Ecologic evidence supports the presence of overdiagnosis with PSA screening. An effective early detection strategy should “pull” advanced cancers out of the future and permit treatment at an earlier stage, thus preventing late-stage tumor development. With such a strategy, one should observe a clear association between an increase in early-stage cancers and a decrease in late-stage disease for a given screened population over time, ideally at a 1:1 ratio. A signal that overdiagnosis is occurring is the appearance of a large increase in the incidence of early-stage tumors with the introduction of the new screening test (as is necessary—but not sufficient—for a successful early detection program), but without a decline of similar magnitude in the incidence of late-stage disease. The US SEER database demonstrates this exact scenario in prostate cancer (Figure). For US men aged 40 years and older, the incidence of localized prostate cancers increased from 184 cases per 100,000 men in 1983, to a peak of 416 cases per 100,000 men in 1992 (shortly after the widespread introduction of PSA testing); in 2006, the incidence was 352 cases per 100,000 men. Although one can observe a decline in the incidence of distant prostate cancer diagnoses, the absolute rate of the reduction represents a tiny fraction of the persistent associated increase in early-stage disease. The net increase in early-stage disease for the period 1983 to 2006 is 168 cases per 100,000 men, whereas the net decrease in late-stage disease is only 33 cases per 100,000 men: this represents an excess of more than 100 early-stage diagnoses per 100,000 men during this time. [19] A recent study using the SEER database has estimated that since the widespread introduction of PSA screening in the late 1980s, 1,305,600 additional men have been diagnosed with prostate cancer and 1,004,800 additional men have received definitive therapy, compared with what would have been expected in the absence of screening. However, the decline in the prostate cancer mortality rate during this time period does not approach the magnitude of change just described.[20] In addition, the decline in mortality occurred concomitantly with increasing use of therapies known to improve mortality outcomes, such as hormonal therapy.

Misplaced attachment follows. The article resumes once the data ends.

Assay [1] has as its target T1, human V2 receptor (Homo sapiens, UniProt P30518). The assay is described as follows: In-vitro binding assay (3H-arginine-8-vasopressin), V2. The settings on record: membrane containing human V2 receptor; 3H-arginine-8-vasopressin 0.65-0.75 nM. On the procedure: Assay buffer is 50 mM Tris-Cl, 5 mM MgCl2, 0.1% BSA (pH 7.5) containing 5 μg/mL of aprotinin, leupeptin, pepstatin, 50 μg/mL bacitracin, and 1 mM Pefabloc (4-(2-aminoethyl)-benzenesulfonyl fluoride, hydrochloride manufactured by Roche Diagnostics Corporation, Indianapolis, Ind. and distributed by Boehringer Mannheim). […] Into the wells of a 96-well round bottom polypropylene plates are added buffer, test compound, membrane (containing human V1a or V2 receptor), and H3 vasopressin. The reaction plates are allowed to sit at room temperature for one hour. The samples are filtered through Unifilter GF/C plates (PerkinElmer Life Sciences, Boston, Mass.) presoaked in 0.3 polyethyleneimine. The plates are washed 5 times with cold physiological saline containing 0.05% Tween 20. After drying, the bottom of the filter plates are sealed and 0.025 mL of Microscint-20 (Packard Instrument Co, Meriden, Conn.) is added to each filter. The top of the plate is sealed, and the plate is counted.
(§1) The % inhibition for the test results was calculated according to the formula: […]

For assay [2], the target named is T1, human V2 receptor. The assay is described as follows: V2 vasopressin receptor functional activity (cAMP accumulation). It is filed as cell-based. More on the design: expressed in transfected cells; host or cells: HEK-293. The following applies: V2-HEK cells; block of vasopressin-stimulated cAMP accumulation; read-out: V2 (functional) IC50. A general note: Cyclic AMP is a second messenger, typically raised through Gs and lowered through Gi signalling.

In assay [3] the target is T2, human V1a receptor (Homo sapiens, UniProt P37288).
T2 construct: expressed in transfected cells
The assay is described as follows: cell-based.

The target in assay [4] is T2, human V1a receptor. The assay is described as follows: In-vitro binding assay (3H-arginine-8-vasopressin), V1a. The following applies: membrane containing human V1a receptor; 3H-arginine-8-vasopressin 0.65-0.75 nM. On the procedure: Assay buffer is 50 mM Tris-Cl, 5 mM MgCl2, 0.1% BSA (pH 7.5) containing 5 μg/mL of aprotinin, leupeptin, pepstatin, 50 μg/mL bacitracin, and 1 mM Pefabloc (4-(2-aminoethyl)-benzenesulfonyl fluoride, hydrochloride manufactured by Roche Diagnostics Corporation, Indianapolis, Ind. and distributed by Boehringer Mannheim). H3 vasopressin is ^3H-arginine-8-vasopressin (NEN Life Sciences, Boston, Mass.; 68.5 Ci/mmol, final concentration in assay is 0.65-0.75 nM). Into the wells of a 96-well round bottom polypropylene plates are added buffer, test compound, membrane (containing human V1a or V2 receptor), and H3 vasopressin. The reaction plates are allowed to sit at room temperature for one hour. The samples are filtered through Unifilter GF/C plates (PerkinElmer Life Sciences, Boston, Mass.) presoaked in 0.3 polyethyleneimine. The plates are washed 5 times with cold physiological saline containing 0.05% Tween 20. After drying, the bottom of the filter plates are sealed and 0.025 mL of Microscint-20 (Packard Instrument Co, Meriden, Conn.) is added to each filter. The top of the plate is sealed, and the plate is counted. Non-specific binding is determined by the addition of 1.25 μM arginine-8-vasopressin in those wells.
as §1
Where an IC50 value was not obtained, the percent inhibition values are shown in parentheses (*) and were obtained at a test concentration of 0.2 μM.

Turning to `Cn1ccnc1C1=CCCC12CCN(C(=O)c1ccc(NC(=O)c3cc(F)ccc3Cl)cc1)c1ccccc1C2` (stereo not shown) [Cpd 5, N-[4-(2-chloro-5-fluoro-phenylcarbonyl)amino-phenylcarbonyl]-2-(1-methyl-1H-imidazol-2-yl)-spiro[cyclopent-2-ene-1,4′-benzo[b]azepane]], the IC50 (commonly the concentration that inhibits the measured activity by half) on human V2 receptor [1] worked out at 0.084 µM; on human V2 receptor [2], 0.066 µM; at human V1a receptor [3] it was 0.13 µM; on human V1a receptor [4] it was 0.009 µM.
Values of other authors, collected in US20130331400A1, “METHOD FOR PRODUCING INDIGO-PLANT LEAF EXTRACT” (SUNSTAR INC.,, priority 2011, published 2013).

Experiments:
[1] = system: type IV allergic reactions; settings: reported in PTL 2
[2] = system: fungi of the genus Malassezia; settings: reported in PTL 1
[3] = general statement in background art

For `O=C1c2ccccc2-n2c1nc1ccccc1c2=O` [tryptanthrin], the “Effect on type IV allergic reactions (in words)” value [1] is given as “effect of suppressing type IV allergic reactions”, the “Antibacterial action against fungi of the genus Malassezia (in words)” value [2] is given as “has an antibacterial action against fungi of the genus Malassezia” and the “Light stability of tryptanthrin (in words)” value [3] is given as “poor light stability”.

In summary, observational studies are largely concordant that the introduction of PSA screening leads to an increased incidence of prostate cancer diagnoses, as well as to an overall trend towards more localized disease at time of diagnosis in the population. However, the impact of screening on prostate cancer mortality, and on the overall risk-benefit ratio, is much less clear.